Asset market volatility picked up this week driven by concerns over the longer-term outlook for growth and the concern that much of the rally in equity markets has been driven by the excess liquidity generated by loose monetary policy. With Norway and Australia having already raised rates, talk of withdrawing stimulus in other developed countries is picking up. Concerns that the UK is one of the only G10 countries still contemplating further quantitative easing weighed on sterling swap rates and gilt yields this week. Following softer US economic data and equity market weakness on Monday and Tuesday, the sterling 5yr swap rate fell to a low of 3.184% before recovering somewhat by the close of the week. There was little on the UK data calendar this week and much of the trends were led by the US. Thursday, however, saw the final monthly M4 money supply figures revised up to 0.8% versus 0.7% (although excluding OFEs, money supply continues to slow, providing further ammunition for an extra tranche of QE) and a modest pick up in mortgage approvals. The current mindset of the UK consumer was, however, evident in the consumer credit numbers which showed the third consecutive monthly contraction as households pay down debt and rebuild balance sheets. The Bank of England completed the final purchases of the APF scheme this week and attention turns to next weeks MPC meeting where consensus currently expects further QE to be announced.

Attention was heavily focused on the US this week with a raft of economic data. Consumer confidence surprised to the downside, falling for the second consecutive month. The outturn sparked a rally in Treasuries with the 10yr benchmark yield declining 10bps following the report and another 5bps the following day as market participants shifted out of equities into government bonds. Given the surprising Q3 UK GDP decline last week, expectation of a similar downside surprise in the US escalated, boosting Treasuries. In the end, annualised GDP for Q3 came in at 3.5%, stronger than expected and confirming the end of the longest stretch of quarterly declines since records began. Boosted by government stimulus measures, personal consumption rose by 3.4%, contributing 2.36pp to the overall growth rate (mainly as a result of the clash-for-clunkers programme). The resulting back up in yields (the 5yr US swap touched 2.8% from a low of 2.65%) reversed much of the earlier move. On Friday, yields began to head back down despite encouraging Chicago PMI and University Of Michigan confidence survey reports. The Chicago PMI jumped to 54.2 from 46.1, more than reversing the previous month’s fall while Michigan confidence was revised higher. The market instead focused on the first fall in personal spending (-0.5%) in five months. The US swap curve experienced a sharp bullish steepening move over the week as the market positions for a busy week next week, which includes the FOMC interest rate decision, ISM reports and nonfarm payrolls.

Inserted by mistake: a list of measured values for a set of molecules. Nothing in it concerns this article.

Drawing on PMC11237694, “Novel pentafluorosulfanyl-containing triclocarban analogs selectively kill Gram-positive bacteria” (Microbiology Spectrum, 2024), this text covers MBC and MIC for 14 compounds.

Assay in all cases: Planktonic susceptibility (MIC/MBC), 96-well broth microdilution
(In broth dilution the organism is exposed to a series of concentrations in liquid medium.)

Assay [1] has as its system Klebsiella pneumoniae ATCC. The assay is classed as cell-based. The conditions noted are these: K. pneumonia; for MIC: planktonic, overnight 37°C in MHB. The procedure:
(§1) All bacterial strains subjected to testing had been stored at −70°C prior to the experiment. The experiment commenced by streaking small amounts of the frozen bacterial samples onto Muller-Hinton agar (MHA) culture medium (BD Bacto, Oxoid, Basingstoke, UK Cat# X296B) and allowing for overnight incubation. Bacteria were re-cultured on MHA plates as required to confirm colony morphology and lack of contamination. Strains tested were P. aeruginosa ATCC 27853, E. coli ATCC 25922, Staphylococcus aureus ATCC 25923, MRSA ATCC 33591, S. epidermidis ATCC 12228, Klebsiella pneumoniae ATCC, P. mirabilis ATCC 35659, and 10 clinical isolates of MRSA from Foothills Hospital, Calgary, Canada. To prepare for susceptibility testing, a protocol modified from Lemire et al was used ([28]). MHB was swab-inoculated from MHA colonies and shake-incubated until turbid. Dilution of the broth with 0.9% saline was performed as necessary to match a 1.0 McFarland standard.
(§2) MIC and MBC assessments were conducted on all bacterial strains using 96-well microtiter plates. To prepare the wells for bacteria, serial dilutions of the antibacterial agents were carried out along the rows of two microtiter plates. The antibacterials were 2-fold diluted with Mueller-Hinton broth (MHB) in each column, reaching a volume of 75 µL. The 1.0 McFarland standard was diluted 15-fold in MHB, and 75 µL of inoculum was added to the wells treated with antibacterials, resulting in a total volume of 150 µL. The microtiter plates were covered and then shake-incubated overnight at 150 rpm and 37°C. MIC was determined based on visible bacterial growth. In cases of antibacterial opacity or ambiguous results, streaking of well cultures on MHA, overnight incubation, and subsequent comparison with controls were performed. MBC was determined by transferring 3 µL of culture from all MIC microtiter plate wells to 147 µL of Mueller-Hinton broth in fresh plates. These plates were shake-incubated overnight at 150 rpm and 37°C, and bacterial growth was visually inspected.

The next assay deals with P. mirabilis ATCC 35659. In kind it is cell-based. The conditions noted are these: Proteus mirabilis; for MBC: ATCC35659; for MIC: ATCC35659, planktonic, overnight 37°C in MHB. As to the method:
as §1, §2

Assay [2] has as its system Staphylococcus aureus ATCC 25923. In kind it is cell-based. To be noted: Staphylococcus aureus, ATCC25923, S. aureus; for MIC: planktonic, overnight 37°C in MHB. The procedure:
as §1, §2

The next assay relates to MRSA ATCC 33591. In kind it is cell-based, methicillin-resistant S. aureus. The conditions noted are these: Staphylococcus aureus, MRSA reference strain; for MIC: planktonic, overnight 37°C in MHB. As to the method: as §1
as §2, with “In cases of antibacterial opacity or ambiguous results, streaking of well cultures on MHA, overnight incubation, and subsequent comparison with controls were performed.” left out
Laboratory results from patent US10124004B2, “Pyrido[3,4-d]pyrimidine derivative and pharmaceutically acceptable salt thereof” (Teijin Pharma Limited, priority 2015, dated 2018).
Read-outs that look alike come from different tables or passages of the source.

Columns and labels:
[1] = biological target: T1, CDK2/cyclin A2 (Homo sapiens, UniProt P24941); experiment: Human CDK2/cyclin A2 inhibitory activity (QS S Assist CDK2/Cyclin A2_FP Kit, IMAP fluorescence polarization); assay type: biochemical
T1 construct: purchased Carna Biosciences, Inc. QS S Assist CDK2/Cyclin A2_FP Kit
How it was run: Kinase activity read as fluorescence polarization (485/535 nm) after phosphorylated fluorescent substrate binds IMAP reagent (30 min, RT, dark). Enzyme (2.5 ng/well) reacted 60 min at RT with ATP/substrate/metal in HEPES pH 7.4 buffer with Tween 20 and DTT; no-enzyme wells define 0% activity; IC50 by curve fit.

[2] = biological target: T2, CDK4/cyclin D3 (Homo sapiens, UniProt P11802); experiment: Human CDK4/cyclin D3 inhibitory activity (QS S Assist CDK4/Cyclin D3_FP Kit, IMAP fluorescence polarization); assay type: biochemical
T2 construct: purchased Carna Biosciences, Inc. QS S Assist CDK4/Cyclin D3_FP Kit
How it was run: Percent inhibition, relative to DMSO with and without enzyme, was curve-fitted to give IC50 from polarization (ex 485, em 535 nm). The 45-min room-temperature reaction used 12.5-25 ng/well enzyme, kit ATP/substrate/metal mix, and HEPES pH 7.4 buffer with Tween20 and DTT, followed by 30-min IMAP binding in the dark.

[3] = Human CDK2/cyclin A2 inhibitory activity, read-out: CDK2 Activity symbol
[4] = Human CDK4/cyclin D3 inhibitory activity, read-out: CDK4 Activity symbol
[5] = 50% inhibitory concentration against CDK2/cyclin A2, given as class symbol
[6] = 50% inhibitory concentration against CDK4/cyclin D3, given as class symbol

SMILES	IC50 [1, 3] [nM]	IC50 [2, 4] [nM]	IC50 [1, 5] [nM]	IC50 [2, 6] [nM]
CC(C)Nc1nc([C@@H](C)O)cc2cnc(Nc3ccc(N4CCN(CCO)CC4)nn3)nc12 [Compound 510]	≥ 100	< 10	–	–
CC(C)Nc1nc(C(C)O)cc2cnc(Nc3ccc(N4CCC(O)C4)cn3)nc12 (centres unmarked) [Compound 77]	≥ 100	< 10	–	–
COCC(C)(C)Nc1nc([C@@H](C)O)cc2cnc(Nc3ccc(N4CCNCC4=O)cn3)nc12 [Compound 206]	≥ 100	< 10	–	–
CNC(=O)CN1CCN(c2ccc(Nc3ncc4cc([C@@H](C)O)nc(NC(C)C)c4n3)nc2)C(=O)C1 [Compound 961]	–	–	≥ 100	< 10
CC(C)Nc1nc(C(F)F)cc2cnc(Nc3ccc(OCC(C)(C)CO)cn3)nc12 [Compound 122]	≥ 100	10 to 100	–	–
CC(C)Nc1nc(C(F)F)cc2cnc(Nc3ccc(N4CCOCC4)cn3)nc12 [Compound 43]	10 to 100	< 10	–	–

In the eurozone, M3 money supply data for September revealed a further slow down in the rate of money supply growth, although data for the week overall were mixed. In Germany, retail sales contracted by 0.5% in September, however there were encouraging data from the labour market, where there was a further fall in the unemployment rate to 8.1%. Swap yields mainly followed the US throughout the week, although there was slight outperformance in the eurozone on the back of comments from ECB member Weber, who suggested that an exit strategy from the credit easing measures in place will soon be announced.